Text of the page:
Four others, including an Antiguan official, have also been indicted in the case.

The alleged fraud involved billions of dollars of certificates of deposit issued by Stanford International Bank on Antigua that paid unusually high returns and were marketed all over the world.

Job rates rise in nearly every state

Forty-eight states and the District of Columbia recorded unemployment rate increases in May, the government reported today, while one state registered a decrease and one state had no change.

Several states and regions posted their highest unemployment rate since the report first debuted in 1976.

Over the year, jobless rates were higher in all 50 states and the District of Columbia.

Michigan once again led the nation with a 14.1% jobless rate, up from 12.9% a month earlier, followed again by Oregon at 12.4%, up from 12% in April. Thirteen states have rates above 10%.

The spike comes a month after the unemployment rate declined in 21 states in April.


Filed under: Andrew Torgan • Economy
June 19th, 2009
12:46 PM ET

Iran's military coup

[cnn-photo-caption image=http://i2.cdn.turner.com/cnn/2009/WORLD/meast/06/19/iran.election.us/art.iran.girl.apf.gi.jpg caption="A young girl accompanies Iranian women as they walk to hear the ayatollah give his speech Friday."]
Program Note: To hear Reza Aslan's take on the latest developments in Iran, tune in to AC360° tonight 10 P.M. ET. In his piece from earlier this week, Aslan discusses the country's response to its recent, highly contentious presidential election results.

Reza Aslan
The Daily Beast

So let’s get this straight. We are supposed to believe that Mahmoud Ahmadinejad was reelected in Iran’s presidential election last week by a 2 to 1 margin against his reformist rival Mir Hossein Mousavi. That this deeply unpopular president, whose gross mismanagement of the state budget is widely blamed for Iran’s economy hovering on the edge of total collapse, received approximately the same percentage of votes as Mohammad Khatami, by far Iran’s most popular past president, received in both 1997 and 2001? That Mousavi, whom all independent polls predicted would at the very least take Ahmadinejad into a runoff election, lost not only his main base of support, Tehran, but also his own hometown of Khameneh in East Azerbaijan (which, as any Azeri will tell you, never votes for anyone but its own native sons)…and by a landslide. That we should all take the word of the Interior Ministry, led by a man put in his position by Ahmadinejad himself, a man who called the election for the incumbent before the polls were even officially closed, that the election was a fair representation of the will of the Iranian people.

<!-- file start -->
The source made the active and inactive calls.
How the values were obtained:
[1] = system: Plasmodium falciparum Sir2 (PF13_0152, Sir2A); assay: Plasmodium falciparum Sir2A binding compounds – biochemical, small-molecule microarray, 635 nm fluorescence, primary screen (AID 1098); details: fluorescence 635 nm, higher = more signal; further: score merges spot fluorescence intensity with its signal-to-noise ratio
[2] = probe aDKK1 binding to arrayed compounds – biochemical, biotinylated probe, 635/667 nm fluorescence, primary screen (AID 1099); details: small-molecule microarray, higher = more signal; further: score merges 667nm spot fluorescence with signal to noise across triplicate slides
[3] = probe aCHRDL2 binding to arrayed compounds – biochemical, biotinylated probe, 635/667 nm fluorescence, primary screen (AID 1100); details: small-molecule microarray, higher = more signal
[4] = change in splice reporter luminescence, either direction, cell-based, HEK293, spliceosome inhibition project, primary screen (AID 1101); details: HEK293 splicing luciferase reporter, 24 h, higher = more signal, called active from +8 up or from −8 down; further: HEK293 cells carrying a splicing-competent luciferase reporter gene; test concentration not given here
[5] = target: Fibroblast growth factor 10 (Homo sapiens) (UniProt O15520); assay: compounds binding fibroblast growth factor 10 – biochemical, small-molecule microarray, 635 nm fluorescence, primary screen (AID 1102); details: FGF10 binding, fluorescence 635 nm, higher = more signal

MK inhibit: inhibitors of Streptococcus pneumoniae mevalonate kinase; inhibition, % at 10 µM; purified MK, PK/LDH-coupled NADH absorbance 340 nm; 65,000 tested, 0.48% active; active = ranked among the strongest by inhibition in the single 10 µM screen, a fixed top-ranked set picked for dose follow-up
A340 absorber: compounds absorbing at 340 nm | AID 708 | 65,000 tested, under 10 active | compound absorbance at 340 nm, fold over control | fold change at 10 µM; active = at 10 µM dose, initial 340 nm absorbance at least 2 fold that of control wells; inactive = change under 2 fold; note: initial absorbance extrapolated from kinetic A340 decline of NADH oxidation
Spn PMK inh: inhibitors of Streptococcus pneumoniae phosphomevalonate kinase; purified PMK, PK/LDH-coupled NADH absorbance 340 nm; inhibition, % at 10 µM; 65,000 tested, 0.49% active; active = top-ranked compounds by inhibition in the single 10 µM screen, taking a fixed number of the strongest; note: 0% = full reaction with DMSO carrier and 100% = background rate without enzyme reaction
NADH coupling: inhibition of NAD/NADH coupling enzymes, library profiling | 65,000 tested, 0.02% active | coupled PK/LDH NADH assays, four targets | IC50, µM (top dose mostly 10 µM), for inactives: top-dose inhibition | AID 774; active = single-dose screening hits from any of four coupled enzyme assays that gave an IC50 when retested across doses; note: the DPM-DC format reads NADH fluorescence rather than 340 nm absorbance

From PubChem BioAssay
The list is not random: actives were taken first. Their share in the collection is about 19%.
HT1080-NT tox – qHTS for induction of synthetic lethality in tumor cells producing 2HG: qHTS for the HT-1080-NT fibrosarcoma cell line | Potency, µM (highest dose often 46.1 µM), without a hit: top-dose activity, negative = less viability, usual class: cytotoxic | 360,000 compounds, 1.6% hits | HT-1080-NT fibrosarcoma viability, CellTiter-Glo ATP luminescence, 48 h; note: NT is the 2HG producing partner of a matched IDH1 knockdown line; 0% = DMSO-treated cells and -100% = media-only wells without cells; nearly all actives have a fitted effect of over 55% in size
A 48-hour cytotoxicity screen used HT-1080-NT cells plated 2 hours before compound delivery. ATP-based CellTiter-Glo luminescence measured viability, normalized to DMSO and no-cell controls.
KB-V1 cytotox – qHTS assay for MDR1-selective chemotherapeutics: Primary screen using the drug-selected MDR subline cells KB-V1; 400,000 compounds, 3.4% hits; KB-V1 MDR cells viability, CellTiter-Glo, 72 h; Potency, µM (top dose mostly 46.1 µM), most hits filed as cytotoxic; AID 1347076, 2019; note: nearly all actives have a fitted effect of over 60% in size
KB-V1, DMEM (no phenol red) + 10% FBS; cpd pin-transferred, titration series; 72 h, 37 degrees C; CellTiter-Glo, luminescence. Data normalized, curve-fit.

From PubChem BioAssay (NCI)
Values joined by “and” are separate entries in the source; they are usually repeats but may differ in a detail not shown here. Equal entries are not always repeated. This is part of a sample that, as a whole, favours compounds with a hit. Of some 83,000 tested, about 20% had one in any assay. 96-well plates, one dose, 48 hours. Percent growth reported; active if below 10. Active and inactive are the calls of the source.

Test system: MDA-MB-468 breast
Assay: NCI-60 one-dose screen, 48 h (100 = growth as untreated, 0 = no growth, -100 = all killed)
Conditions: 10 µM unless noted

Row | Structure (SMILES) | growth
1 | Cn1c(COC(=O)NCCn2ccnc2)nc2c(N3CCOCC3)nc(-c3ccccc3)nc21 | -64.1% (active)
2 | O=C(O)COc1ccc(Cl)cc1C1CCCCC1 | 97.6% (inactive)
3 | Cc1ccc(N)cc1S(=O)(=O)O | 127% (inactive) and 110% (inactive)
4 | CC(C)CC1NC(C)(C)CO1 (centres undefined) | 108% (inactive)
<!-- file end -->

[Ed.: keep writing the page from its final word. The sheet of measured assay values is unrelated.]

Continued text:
Such bald-faced election fraud is a totally new phenomenon in Iran, which takes its election process very seriously. This is, after all, the only expression of popular sovereignty that Iranians enjoy. Over and over again, the electorate has defied the will of the clerical regime when it comes to choosing the country’s president: in 1997 and 2001, when 70% of the population rejected the establishment candidate, Ali Akbar Nateq-Nouri, in favor of a completely unknown cleric, Khatami, whose greatest political contribution was as head of Iran’s National Library; and again in 2005 when Iranians rejected Hashemi Rafsanjani—the billionaire former president and the quintessential establishment candidate—to vote instead for a little-known mayor of Tehran named Mahmoud Ahmadinejad, who until that time had never run for any political office (Ahmadinejad was appointed mayor of Tehran after his predecessor was charged with corruption).


Filed under: 360° Radar • Iran • Reza Aslan
June 19th, 2009
12:27 PM ET

Iran power structure explained

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Constitution: A hybrid of democracy, religion

The Islamic Revolution is the name given to the Iranian revolution of 1979, when the ruling US-supported monarchy was overthrown and the Shah Mohammad Reza Pahlavi was forced into exile.

The country held a national referendum to become an Islamic republic and approve a new constitution- a hybrid of democracy and unelected religious leadership. It appointed Ayatollah Ruhollah Khomeini, the leader of the revolution, the supreme leader of the country.

Before he died in 1989, he made it known that he wanted Ayatollah Ali Khamenei to succeed him.

Supreme leader: Iran’s de facto ruler

Iran’s supreme leader has the final say in all important matters of the country, such as ties with foreign nations and Iran’s nuclear aspirations.

He appoints the Guardian Council, the country’s election authority. He also appoints key posts in the intelligence services and the armed forces, including the powerful Revolutionary Guard. Additionally, he confirms the president’s election.